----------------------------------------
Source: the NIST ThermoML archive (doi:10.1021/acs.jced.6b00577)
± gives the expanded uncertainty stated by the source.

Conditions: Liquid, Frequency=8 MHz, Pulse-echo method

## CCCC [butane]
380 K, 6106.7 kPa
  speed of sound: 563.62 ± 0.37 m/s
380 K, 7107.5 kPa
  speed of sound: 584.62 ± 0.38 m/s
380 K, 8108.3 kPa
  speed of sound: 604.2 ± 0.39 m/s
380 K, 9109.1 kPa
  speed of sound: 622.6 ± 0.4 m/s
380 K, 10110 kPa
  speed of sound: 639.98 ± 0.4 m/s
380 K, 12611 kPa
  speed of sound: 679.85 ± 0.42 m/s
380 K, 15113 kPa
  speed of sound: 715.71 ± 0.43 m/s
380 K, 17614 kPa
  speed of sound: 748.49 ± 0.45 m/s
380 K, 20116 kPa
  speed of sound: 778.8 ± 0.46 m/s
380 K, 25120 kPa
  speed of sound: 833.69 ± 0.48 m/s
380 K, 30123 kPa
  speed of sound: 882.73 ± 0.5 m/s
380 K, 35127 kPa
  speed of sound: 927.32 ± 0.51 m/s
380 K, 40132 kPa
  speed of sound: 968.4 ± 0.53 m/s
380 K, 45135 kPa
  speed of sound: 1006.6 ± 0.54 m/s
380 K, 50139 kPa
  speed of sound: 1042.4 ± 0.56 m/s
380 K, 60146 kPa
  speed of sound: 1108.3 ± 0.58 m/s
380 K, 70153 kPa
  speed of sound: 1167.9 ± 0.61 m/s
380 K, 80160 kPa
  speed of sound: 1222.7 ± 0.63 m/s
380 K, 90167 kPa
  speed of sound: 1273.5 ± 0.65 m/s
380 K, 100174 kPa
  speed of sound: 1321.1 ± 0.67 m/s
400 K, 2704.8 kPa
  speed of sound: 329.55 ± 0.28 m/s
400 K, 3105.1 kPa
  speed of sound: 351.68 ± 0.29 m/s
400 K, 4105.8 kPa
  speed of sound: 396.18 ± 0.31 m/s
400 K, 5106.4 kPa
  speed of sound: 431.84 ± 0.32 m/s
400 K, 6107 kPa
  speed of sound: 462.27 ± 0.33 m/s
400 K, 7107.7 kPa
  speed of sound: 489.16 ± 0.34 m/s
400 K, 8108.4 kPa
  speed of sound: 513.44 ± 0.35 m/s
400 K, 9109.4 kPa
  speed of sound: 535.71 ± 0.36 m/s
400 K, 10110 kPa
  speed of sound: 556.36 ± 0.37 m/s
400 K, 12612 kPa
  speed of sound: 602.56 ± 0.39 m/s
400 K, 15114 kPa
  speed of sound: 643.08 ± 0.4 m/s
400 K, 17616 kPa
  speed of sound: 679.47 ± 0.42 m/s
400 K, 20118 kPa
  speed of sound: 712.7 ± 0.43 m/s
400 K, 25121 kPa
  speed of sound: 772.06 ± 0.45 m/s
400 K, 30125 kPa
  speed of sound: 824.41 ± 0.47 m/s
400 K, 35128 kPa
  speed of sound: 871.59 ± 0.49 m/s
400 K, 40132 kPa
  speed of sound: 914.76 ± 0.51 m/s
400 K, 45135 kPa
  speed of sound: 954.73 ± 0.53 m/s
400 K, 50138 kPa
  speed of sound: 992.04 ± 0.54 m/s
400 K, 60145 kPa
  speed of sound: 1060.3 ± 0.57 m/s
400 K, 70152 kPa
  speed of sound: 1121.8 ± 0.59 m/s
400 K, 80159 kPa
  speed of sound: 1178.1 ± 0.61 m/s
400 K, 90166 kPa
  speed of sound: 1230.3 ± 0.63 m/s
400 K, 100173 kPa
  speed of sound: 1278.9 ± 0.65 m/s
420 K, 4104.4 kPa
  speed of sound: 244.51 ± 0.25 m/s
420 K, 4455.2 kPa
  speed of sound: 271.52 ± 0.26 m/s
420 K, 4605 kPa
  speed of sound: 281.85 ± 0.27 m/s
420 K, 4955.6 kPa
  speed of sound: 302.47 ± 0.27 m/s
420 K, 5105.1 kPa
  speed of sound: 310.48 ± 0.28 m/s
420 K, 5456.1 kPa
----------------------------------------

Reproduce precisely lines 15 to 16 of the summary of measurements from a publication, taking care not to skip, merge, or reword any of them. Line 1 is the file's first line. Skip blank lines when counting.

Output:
380 K, 12611 kPa
  speed of sound: 679.85 ± 0.42 m/s